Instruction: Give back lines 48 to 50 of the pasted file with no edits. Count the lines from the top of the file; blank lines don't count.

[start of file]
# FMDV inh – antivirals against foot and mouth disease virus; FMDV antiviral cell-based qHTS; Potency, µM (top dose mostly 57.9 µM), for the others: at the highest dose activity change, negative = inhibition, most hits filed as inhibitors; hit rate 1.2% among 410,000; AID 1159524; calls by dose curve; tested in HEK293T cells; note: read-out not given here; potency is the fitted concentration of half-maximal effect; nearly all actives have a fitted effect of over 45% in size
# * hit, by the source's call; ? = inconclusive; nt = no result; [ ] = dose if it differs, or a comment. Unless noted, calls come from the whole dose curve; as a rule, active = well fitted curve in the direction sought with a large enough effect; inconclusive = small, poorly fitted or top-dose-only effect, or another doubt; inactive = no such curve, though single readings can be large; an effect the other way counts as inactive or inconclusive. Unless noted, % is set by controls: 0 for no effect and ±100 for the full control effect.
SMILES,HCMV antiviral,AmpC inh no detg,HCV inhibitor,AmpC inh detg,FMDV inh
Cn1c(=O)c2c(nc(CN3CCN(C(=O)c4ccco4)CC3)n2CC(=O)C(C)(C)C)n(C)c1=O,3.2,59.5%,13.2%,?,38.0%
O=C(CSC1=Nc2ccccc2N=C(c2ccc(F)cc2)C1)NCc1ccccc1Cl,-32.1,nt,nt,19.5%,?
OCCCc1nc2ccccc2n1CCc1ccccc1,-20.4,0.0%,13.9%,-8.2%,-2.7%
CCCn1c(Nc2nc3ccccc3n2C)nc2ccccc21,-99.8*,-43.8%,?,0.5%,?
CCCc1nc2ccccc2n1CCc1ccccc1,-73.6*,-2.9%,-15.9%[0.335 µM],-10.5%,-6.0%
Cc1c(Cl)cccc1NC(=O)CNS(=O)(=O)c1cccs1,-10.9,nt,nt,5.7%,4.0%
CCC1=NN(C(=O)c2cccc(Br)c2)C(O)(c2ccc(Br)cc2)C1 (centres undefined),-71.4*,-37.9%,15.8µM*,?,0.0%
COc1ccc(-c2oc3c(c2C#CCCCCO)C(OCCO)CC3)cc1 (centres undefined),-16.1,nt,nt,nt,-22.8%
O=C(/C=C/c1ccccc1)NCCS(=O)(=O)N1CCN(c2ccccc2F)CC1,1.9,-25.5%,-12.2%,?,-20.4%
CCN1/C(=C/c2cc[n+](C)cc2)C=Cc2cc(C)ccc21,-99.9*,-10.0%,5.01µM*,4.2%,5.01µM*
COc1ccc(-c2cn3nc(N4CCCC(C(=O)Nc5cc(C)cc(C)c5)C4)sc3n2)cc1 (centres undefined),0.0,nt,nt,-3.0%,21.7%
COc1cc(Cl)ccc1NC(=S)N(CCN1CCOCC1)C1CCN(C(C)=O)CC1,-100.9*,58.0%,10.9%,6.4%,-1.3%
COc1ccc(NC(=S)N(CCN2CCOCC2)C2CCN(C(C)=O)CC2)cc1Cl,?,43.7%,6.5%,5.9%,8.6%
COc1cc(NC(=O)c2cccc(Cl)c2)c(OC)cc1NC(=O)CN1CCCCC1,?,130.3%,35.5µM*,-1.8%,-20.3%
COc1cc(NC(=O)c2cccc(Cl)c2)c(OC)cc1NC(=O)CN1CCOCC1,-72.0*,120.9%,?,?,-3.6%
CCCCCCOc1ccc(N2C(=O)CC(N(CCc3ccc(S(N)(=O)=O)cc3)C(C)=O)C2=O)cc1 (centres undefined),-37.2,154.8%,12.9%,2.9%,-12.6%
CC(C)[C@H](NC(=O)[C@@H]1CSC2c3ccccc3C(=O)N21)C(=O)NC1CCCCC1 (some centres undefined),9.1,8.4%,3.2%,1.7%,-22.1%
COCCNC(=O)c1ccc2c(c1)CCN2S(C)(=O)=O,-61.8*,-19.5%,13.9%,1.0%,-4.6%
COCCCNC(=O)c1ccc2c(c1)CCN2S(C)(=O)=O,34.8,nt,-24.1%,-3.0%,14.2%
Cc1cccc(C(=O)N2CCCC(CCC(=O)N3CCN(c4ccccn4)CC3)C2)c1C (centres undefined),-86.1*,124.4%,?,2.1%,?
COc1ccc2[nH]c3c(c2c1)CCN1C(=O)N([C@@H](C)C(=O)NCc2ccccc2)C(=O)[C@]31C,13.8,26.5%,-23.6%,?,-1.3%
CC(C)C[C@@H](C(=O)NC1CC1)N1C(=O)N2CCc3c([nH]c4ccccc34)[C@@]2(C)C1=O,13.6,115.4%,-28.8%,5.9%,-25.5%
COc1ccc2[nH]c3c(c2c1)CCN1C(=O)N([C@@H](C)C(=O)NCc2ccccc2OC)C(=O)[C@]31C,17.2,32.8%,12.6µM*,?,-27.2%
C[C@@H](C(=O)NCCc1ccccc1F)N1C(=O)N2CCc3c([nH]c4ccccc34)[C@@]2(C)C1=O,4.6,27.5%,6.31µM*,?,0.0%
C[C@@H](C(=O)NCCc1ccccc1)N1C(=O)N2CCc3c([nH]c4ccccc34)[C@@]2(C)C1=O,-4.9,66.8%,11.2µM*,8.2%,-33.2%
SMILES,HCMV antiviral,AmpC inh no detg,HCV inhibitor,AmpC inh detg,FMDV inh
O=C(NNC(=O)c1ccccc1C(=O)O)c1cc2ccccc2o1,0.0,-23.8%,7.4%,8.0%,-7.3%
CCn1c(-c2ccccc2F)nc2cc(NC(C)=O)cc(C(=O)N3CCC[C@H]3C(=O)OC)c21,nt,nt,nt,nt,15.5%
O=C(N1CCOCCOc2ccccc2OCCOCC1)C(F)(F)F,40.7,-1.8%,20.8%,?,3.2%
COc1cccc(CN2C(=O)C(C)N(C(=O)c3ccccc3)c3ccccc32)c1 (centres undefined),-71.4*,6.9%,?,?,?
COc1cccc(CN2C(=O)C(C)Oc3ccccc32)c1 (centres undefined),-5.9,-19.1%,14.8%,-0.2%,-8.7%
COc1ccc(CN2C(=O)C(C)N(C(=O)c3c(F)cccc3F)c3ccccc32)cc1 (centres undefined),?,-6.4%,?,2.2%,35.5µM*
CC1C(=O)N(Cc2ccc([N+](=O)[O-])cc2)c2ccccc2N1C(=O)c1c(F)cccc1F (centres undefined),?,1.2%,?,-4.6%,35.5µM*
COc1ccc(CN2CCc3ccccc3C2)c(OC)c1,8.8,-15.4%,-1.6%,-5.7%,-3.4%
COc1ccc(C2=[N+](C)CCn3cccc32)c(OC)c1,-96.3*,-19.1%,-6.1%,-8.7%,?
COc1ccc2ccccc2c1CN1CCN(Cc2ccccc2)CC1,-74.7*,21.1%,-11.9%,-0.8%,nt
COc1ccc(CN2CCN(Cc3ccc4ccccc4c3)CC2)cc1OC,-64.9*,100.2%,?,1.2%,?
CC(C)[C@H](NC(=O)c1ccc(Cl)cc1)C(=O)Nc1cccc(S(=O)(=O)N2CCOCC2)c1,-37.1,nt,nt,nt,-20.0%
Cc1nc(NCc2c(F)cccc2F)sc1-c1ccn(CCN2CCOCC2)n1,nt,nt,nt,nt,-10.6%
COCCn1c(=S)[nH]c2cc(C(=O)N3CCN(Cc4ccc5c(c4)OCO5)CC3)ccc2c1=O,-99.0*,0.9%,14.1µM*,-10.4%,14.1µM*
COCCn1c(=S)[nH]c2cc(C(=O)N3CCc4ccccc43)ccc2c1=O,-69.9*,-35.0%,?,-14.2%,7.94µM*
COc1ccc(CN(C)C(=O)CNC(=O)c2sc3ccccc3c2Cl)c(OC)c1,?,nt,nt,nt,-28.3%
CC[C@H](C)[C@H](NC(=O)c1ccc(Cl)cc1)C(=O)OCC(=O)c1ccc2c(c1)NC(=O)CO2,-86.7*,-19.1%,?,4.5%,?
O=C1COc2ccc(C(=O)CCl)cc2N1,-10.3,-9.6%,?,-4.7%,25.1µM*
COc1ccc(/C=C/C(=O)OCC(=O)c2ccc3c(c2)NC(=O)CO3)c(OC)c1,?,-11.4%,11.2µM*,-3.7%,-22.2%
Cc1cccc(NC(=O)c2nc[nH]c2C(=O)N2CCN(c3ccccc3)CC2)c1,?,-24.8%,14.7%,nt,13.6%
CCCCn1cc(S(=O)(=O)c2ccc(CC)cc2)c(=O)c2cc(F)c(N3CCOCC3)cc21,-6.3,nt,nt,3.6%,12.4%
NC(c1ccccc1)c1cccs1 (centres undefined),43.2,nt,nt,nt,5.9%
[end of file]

COc1ccc(/C=C/C(=O)OCC(=O)c2ccc3c(c2)NC(=O)CO3)c(OC)c1,?,-11.4%,11.2µM*,-3.7%,-22.2%
Cc1cccc(NC(=O)c2nc[nH]c2C(=O)N2CCN(c3ccccc3)CC2)c1,?,-24.8%,14.7%,nt,13.6%
CCCCn1cc(S(=O)(=O)c2ccc(CC)cc2)c(=O)c2cc(F)c(N3CCOCC3)cc21,-6.3,nt,nt,3.6%,12.4%